Your programme had a complementary feel about it, with the one play reading from the front and the other from the back – but which was the front? Which play was to start the evening? On the previous occasions when I had seen the plays together ‘Hound’ had begun the evening and I certainly favour that order of presentation, with that play warming the audience to be followed by houselights dimming, the curtain opening to – what? Blackness! – Of course this is BLACK Comedy’! This recognition encourages an audience response from those new to the play, with support from those who remember their first time, and there is still to come the transformation to the stage that serves to enhance the power cut moment. I felt that this lack of anticipation was an opportunity lost. I still remember this delicious moment from my own first acquaintance with the play.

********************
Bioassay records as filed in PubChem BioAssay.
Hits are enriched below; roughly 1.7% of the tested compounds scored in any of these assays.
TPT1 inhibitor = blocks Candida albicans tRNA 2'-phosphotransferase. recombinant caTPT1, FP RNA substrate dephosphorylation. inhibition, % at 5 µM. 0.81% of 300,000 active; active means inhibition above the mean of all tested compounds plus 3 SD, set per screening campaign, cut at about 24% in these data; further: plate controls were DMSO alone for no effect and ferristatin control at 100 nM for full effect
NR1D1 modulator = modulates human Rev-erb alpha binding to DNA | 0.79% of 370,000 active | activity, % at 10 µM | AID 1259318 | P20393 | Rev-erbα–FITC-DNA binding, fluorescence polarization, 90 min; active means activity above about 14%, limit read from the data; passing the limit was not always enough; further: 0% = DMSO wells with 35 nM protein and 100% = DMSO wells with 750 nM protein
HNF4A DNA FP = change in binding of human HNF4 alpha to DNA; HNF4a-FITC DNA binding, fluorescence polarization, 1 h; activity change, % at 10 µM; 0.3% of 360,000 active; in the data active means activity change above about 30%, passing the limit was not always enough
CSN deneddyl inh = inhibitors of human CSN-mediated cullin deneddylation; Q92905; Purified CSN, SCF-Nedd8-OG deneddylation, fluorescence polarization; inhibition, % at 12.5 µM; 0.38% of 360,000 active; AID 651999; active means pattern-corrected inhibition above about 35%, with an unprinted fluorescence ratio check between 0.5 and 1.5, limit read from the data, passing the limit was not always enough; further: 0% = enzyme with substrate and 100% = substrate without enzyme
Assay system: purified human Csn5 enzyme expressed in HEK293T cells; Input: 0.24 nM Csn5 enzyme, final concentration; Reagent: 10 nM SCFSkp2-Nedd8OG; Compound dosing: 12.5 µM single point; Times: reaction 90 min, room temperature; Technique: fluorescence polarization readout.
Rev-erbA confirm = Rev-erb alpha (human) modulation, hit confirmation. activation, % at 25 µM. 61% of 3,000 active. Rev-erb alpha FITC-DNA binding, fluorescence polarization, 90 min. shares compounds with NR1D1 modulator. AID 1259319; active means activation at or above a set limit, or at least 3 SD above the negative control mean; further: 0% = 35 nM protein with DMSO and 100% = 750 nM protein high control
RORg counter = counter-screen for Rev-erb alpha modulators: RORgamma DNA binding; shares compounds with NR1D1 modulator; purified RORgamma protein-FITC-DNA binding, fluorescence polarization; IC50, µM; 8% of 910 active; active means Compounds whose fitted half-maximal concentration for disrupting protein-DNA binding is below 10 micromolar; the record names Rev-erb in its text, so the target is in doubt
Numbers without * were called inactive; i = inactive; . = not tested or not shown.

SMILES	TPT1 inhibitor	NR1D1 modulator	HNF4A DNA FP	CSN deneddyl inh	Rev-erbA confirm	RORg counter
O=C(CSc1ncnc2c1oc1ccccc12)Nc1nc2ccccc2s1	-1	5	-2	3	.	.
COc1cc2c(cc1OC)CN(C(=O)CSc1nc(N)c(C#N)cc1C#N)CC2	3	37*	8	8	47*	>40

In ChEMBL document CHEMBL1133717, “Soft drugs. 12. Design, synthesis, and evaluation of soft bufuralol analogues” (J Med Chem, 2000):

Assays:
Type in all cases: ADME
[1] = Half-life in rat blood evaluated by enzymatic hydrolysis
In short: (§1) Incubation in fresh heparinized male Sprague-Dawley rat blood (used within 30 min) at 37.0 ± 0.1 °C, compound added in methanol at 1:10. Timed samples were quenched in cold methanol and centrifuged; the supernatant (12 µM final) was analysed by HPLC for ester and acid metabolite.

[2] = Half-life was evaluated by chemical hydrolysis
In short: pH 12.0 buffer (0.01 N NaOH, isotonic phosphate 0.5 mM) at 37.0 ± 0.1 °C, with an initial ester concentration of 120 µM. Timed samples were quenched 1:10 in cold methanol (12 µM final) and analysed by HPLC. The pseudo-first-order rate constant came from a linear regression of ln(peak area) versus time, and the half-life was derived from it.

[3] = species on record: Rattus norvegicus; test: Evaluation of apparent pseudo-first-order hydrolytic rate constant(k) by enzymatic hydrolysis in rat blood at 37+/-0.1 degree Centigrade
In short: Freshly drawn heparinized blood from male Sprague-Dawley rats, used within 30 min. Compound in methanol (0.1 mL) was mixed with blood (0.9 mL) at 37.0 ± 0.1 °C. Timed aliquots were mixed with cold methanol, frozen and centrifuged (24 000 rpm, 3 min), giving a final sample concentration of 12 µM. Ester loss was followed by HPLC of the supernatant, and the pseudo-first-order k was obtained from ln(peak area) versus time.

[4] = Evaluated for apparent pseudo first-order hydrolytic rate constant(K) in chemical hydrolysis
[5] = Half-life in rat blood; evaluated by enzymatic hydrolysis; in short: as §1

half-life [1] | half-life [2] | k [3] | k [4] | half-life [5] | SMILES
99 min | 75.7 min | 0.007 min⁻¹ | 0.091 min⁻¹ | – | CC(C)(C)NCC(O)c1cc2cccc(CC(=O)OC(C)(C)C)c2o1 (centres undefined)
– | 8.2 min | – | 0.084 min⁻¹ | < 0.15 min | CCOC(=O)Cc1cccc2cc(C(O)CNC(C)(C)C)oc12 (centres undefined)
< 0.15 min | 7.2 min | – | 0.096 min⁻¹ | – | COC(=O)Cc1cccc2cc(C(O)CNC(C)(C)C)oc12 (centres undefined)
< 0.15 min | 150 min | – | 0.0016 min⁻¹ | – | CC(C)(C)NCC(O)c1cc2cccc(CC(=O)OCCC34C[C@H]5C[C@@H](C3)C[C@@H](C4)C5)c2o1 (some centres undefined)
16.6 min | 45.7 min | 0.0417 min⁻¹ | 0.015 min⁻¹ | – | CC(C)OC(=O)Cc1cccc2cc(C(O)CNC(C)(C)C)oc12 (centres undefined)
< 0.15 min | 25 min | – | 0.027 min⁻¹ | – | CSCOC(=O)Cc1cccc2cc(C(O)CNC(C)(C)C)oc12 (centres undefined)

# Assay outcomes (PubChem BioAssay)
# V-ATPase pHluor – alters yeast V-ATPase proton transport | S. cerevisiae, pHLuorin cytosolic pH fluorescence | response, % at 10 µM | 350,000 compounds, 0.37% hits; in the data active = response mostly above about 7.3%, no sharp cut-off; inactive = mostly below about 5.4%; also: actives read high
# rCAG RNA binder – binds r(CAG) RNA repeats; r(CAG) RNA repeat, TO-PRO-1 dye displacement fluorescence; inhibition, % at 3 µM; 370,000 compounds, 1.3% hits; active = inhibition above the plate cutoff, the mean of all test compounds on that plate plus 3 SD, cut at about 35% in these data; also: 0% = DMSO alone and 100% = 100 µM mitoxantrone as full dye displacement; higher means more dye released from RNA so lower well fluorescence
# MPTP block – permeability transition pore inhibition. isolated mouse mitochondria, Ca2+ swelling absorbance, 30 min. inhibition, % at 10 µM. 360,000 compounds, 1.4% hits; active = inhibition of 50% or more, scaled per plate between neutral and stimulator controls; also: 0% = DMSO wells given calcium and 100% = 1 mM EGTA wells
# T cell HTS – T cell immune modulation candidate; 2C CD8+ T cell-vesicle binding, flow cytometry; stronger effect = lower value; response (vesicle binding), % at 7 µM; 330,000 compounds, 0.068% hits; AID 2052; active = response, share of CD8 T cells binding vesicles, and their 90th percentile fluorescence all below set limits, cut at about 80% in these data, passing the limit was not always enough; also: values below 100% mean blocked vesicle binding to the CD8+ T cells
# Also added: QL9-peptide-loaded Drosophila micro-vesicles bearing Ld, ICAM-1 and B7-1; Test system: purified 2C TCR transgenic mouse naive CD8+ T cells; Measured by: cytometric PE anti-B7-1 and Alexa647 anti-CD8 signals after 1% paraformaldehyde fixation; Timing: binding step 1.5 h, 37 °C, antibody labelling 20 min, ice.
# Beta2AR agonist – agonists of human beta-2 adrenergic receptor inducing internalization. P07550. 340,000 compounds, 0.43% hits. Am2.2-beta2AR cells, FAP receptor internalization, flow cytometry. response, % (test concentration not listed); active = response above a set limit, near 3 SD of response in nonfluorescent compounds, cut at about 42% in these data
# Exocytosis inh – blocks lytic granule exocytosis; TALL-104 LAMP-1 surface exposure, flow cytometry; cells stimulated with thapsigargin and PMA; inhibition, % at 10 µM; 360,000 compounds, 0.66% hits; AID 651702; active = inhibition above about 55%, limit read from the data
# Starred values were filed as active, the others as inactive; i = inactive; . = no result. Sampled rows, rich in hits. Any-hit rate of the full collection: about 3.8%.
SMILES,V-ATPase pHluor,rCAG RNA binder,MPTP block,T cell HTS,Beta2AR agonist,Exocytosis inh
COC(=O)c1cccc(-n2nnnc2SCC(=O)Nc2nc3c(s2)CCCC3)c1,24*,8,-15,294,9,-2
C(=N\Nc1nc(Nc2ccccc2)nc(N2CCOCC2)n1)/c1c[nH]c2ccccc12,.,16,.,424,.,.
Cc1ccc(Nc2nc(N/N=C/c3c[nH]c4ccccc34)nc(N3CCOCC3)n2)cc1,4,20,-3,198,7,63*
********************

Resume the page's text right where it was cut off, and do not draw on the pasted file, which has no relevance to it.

There are clearly health and safety considerations for the blackout section but I felt that the brightly painted trim to the flats was too visible and compromised the darkness a little. When the set was revealed there was certainly a sixties feel to it, with the bright end of the paint colour chart well in evidence – pinks, yellow, purple and orange – with dome shapes and a fairly swinging ambience. The trapdoor was efficiently located and the studio well placed fronted by a curtain under the well-considered bedroom on a raised section; this certainly enhanced Miss Furnival’s drunken entrance. The furniture was appropriate and manageable given the stage business that it must serve, although I felt there should be more of Brindsley’s artistic aspirations in evidence, as some of the art works on view were rather awkwardly mounted on the walls and extra canvasses could have been propped against walls in corners or in the bedroom for example. There was a consistency to the look of the stage however, with the stage dressing complementing the stage environment. The room did seem to be too large though and, while the action was directed to inhabit the whole stage, I felt that the claustrophobia of the situation could have been enhanced by reducing the acting width of the stage, and this would have increased the intensity and pace of the action, reducing the amount of light on stage in blackout and providing a location more suggestive of Brindsley’s social standing, although this would have some clear repercussions upon the blocking of the scenes. A reduced stage for the one play would have opened opportunities for a contrast with the other play, the location for which did require the full width of the stage, due both to the class of the characters and the murder/mystery stage situation. Notwithstanding the added flats with beams and the grey-walled flat at the French windows, the colouring of the set stayed the same for this play, although all other aspects of the play pointed to a date much earlier in the century. There was a compromise on Stoppard’s suggestion of an audience mirrored on stage but the use of the erstwhile bedroom for the critics was a neat solution although a low wall or curtain would have given more sense of an auditorium box and exposed them less. I also wondered whether the stage left door in ‘Black Comedy’ on this occasion could have opened on downstage hinges to obscure the unlit hail, which, to stay consistent of course, would have been brightly lit rather than in shade. In spite of the slight misgivings mentioned above, the sets did occupy the stage space effectively for both plays and they were efficient solutions to the problems set by the plays with the transformation from one play to the other impressively undertaken by the stage hands.